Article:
Krurakarman, Krūrakarman, Krura-karman: 5 definitions
Krurakarman means something in Hinduism, Sanskrit. If you want to know the exact meaning, history, etymology or English translation of this term then check out the descriptions on this page. Add your comment or reference to a book if you want to contribute to this summary article.
Kavya (poetry)Source: Wisdom Library: Kathāsaritsāgara
Krūrakarman (क्रूरकर्मन्) was a soldier in Sunītha and Sūryaprabha’s army whose strength is considered as equaling a tripple-power warrior (triguṇaratha), according to the Kathāsaritsāgara, chapter 47. Accordingly, as the Asura Maya explained the arrangement of warriors in Sunītha’s army: “... [Krūrakarman, and others], these princes are of triple power”.
The story of Krūrakarman was narrated by the Vidyādhara king Vajraprabha to prince Naravāhanadatta in order to relate how “Sūryaprabha, being a man, obtain of old time the sovereignty over the Vidyādharas”.
The Kathāsaritsāgara (‘ocean of streams of story’), mentioning Krūrakarman, is a famous Sanskrit epic story revolving around prince Naravāhanadatta and his quest to become the emperor of the vidyādharas (celestial beings). The work is said to have been an adaptation of Guṇāḍhya’s Bṛhatkathā consisting of 100,000 verses, which in turn is part of a larger work containing 700,000 verses.
Kavya (काव्य, kavya) refers to Sanskrit poetry, a popular ancient Indian tradition of literature. There have been many Sanskrit poets over the ages, hailing from ancient India and beyond. This topic includes mahakavya, or ‘epic poetry’ and natya, or ‘dramatic poetry’.
Languages of India and abroad
Sanskrit-English dictionarySource: DDSA: The practical Sanskrit-English dictionary
1) a bloody act.
2) any hard labour. -a. doing a bloody act; अहं क्रूरकर्मा जात्या चाण्डालः (ahaṃ krūrakarmā jātyā cāṇḍālaḥ) K.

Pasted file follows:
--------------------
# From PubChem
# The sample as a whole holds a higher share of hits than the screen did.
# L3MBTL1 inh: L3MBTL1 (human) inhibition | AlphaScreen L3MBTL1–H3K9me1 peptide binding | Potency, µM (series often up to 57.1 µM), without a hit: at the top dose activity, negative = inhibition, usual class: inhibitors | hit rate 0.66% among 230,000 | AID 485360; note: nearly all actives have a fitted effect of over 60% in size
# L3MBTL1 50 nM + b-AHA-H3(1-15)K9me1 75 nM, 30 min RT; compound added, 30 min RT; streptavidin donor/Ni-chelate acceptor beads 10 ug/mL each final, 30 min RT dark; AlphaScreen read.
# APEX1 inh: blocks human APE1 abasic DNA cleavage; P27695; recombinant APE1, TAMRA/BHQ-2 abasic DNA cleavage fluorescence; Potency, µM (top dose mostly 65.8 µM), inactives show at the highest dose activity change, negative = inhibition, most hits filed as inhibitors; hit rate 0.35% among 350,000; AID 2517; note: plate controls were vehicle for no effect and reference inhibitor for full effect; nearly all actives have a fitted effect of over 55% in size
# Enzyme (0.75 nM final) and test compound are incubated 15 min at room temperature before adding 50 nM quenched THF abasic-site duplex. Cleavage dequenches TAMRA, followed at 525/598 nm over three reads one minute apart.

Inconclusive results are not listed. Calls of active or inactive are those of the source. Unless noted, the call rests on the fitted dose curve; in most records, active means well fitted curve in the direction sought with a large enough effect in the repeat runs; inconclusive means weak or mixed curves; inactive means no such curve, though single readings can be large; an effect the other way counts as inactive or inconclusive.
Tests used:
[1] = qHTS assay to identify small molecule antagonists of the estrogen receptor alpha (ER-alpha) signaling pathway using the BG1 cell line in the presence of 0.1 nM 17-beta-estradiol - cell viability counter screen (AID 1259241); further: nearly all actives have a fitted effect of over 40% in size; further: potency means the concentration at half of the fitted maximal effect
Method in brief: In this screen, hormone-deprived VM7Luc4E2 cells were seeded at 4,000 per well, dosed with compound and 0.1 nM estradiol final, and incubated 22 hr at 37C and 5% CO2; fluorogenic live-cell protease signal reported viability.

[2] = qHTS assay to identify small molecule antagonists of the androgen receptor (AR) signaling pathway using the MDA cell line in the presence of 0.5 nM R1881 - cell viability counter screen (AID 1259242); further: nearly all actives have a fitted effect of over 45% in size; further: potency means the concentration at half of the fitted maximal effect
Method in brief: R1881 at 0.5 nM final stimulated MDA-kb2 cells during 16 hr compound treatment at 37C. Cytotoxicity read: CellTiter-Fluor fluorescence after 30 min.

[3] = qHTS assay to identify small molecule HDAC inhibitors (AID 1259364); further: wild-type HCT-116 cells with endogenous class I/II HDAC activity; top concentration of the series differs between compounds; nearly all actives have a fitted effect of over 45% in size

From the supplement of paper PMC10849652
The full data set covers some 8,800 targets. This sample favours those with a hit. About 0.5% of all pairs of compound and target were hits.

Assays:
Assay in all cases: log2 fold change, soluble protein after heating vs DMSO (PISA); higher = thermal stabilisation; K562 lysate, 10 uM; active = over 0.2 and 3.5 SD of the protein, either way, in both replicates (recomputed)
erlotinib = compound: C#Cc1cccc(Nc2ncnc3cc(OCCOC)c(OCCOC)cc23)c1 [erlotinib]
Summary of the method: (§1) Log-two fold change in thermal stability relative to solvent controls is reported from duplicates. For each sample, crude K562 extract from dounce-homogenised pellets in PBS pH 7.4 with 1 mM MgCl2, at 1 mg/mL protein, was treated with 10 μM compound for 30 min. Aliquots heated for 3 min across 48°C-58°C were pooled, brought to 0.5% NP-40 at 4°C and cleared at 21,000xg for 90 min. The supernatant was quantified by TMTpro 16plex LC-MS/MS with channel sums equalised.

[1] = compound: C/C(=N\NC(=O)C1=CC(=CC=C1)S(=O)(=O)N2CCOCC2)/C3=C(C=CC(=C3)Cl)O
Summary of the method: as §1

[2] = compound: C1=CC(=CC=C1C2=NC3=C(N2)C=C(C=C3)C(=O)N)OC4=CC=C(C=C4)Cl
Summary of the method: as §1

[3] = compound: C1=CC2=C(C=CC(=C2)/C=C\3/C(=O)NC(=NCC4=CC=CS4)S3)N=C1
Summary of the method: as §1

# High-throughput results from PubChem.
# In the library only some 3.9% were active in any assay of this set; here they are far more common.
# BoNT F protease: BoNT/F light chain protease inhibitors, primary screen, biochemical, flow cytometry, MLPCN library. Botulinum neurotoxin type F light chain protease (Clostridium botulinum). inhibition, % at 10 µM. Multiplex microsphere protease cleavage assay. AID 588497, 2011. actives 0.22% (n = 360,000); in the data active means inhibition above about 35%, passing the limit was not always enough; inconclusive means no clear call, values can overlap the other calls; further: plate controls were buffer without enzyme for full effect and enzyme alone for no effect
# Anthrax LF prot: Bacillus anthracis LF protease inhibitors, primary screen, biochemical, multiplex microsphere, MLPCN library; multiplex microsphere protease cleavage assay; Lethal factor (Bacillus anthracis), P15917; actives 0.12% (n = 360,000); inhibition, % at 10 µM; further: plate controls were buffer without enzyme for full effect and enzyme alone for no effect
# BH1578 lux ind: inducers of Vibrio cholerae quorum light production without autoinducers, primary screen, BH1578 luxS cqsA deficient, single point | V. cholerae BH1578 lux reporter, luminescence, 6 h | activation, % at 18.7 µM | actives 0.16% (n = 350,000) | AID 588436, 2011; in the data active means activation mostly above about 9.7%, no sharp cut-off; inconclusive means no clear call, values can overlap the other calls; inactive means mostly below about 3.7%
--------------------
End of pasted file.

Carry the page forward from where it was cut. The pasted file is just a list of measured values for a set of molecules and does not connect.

Krūrakarman is a Sanskrit compound consisting of the terms krūra and karman (कर्मन्).Source: Cologne Digital Sanskrit Dictionaries: Benfey Sanskrit-English Dictionary
Krūrakarman (क्रूरकर्मन्).—I. n. 1. a cruel deed, [Suśruta] 1, 106, 1. 2. a hard work, [Śākuntala, (ed. Böhtlingk.)] [distich] 37 v. r. Ii. adj. 1. practising cruel deeds, [Pañcatantra] i. [distich] 74. 2. f. aṇī, cruel, [Rāmāyaṇa] 2, 75, 6.
Krūrakarman is a Sanskrit compound consisting of the terms krūra and karman (कर्मन्).Source: Cologne Digital Sanskrit Dictionaries: Monier-Williams Sanskrit-English Dictionary
1) Krūrakarman (क्रूरकर्मन्):—[=krūra-karman] [from krūra] n. a bloody or terrible deed, [Śatapatha-brāhmaṇa v; Suśruta]
2) [v.s. ...] any hard or difficult labour, [Śakuntalā] ([varia lectio])
3) [v.s. ...] mfn. performing bloody or terrible deeds, fierce, cruel, unrelenting, [Mahābhārata iii, 13253; Rāmāyaṇa; Pañcatantra; Vetāla-pañcaviṃśatikā]
4) [v.s. ...] m. Name of a plant (= kaṭu-tumbinī), [cf. Lexicographers, esp. such as amarasiṃha, halāyudha, hemacandra, etc.]
Sanskrit, also spelled संस्कृतम् (saṃskṛtam), is an ancient language of India commonly seen as the grandmother of the Indo-European language family. Closely allied with Prakrit and Pali, Sanskrit is more exhaustive in both grammar and terms and has the most extensive collection of literature in the world, greatly surpassing its sister-languages Greek and Latin.
See also (Relevant definitions)
Starts with: Krurakarmakarmakrit.
Search found 1 books and stories containing Krurakarman, Krūrakarman, Krura-karman, Krūra-karman; (plurals include: Krurakarmans, Krūrakarmans, karmans). You can also click to the full overview containing English textual excerpts. Below are direct links for the most relevant articles: